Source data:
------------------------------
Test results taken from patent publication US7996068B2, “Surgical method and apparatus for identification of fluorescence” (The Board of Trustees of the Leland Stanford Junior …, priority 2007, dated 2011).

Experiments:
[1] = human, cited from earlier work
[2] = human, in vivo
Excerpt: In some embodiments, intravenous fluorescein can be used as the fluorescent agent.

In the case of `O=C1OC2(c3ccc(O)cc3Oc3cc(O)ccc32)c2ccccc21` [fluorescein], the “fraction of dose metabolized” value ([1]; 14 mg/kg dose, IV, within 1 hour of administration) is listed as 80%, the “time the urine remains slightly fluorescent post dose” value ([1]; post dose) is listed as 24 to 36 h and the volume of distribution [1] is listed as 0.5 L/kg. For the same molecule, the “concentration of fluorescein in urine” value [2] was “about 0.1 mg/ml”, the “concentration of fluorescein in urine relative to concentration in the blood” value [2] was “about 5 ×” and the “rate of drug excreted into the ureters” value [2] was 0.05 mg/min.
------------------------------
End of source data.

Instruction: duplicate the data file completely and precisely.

Test results taken from patent publication US7996068B2, “Surgical method and apparatus for identification of fluorescence” (The Board of Trustees of the Leland Stanford Junior …, priority 2007, dated 2011).

Experiments:
[1] = human, cited from earlier work
[2] = human, in vivo
Excerpt: In some embodiments, intravenous fluorescein can be used as the fluorescent agent.

In the case of `O=C1OC2(c3ccc(O)cc3Oc3cc(O)ccc32)c2ccccc21` [fluorescein], the “fraction of dose metabolized” value ([1]; 14 mg/kg dose, IV, within 1 hour of administration) is listed as 80%, the “time the urine remains slightly fluorescent post dose” value ([1]; post dose) is listed as 24 to 36 h and the volume of distribution [1] is listed as 0.5 L/kg. For the same molecule, the “concentration of fluorescein in urine” value [2] was “about 0.1 mg/ml”, the “concentration of fluorescein in urine relative to concentration in the blood” value [2] was “about 5 ×” and the “rate of drug excreted into the ureters” value [2] was 0.05 mg/min.